10 Movies That Are Surprisingly Hard to Find (So Keep Your Discs) – UPDATED

Connie Queline

10 Movies That Are Surprisingly Hard to Find (So Keep Your Discs) – UPDATED

A surprising amount of prominent, classic movies are unavailable on disc or streaming, including classics like Dawn of the Dead and Strange Days.

Recently, I wrote an article about how Ron Howard’s Cocoon was hard to find in any format. It came out on DVD many years ago but went out of print and has never been issued on Blu-ray. You also can’t find it digitally on any platform. This is a perfect example of why you should always hang on to your physical media, as I’m lucky enough to own the now out-of-print DVD of that movie, and while it’s far from an ideal copy, it’s something. 

But that got me thinking. What other movies are hard to find? I opened up the forum on Twitter, and I was shocked by how many prominent films aren’t available digitally and have gone out of print on disc, making them all the more precious for collectors. At the same time, there are some happy endings, such as Martin Campbell’s No Escape, which got a beautiful Blu-ray recently; too many of these films are caught up in legal limbo (or studio antipathy). 

Here are 10:

Cocoon: 

The one that started it all. How does a movie that won Don Ameche an Oscar and revitalized the careers of Jessica Tandy, Hume Cronyn, and the great Wilford Brimley go out of print? This is the movie that made Ron Howard an A-list director, and it was enough of a smash hit that it spawned a (pretty crappy) sequel, which, ironically, is very easy to find. What’s going on here? Disney may be working on a significant restoration, but it’s been gone for a long time.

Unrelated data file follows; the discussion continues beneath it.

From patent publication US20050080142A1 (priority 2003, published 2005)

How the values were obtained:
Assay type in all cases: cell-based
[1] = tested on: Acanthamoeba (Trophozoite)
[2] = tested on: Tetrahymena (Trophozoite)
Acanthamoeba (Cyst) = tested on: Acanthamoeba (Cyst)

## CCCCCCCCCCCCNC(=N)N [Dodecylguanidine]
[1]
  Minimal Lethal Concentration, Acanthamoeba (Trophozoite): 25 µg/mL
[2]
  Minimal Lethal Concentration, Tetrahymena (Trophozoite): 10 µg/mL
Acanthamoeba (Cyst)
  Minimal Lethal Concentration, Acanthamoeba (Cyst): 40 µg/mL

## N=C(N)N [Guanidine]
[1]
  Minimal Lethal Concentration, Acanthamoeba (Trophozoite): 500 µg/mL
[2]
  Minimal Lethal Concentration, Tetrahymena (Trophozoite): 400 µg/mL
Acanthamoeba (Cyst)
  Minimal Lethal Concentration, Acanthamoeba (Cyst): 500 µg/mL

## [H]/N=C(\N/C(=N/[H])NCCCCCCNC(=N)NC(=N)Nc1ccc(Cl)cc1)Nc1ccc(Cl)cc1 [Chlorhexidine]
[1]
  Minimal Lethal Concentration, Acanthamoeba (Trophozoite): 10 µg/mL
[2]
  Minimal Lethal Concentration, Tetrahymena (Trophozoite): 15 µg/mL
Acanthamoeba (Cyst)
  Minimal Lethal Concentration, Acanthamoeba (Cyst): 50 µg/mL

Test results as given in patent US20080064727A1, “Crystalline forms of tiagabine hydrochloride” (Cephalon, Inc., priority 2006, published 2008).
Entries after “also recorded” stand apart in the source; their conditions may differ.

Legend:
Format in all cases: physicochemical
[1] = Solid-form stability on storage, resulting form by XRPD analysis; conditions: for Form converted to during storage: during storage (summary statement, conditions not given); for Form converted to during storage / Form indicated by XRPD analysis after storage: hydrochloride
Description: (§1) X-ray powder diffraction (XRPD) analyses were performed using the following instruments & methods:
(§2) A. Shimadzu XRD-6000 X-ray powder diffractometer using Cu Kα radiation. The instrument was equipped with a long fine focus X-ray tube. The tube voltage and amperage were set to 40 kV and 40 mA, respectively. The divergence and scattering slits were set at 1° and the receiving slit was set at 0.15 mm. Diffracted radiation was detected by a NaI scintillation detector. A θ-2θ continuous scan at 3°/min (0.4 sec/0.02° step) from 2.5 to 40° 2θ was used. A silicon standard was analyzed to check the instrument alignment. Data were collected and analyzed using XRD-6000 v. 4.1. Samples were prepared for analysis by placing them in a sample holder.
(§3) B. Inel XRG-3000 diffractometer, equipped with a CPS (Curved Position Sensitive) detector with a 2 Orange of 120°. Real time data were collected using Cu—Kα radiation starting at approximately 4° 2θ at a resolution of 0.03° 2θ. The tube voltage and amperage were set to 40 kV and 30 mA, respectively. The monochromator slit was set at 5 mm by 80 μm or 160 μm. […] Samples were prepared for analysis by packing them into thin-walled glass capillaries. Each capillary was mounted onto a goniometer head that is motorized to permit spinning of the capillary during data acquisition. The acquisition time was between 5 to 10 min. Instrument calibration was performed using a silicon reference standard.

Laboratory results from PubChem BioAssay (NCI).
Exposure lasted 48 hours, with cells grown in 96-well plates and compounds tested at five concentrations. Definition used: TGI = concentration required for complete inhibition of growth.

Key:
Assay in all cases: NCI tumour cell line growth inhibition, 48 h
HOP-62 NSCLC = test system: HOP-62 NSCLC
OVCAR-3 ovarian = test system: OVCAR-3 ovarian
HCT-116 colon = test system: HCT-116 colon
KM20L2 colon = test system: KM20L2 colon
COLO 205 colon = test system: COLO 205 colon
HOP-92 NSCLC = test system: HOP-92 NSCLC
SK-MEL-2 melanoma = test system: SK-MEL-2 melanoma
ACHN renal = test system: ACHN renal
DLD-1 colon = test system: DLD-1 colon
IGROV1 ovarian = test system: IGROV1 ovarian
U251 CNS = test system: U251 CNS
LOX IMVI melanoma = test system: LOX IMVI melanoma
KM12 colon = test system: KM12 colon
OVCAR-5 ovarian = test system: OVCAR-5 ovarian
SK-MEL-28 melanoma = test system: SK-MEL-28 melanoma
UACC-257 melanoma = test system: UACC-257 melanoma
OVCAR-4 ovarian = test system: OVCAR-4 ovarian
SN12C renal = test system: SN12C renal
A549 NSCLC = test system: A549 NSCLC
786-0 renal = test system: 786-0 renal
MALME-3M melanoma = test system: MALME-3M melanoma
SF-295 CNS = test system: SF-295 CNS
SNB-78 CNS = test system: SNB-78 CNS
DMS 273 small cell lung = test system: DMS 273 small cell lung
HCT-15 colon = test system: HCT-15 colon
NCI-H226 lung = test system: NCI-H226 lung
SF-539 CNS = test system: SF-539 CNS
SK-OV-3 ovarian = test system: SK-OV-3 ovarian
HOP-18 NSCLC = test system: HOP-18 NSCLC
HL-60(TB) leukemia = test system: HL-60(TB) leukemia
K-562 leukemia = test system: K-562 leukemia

10 Movies That Are Surprisingly Hard to Find (So Keep Your Discs)

Strange Days: 

Kathryn Bigelow’s Strange Days was a major flop when it came out in 1995 but has since been reevaluated as a classic. As it stars Ralph Fiennes, Juliette Lewis and Angela Bassett and is widely considered one of the greatest films of the nineties, some significant release – possibly through a company like Criterion would seem like a no-brainer. However, Disney has been sitting on this one for a while now, with the likely culprit being that James Cameron’s Lightstorm Entertainment owns the movie. Presumably, any redux has to be cleared by him. With The Abyss, True Lies and Aliens all getting 4K re-releases, Strange Days may be coming. This one is streaming on Max but in the wrong aspect ratio. The existing DVD is non-anamorphic, meaning it gets window-boxed on your TV unless you stretch it out.

showtime movie

Showtime: 

This minor Eddie Murphy/ Robert De Niro comedy made a decent amount of coin when it came out, but it wasn’t a blockbuster. Yet, it’s a decent little action comedy, with a funny performance by William Shatner as himself. While it came out on DVD in an excellent anamorphic transfer, and you can buy it digitally in HD, it’s never been issued on Blu-ray.

Britney Spears Crossroads

Crossroads: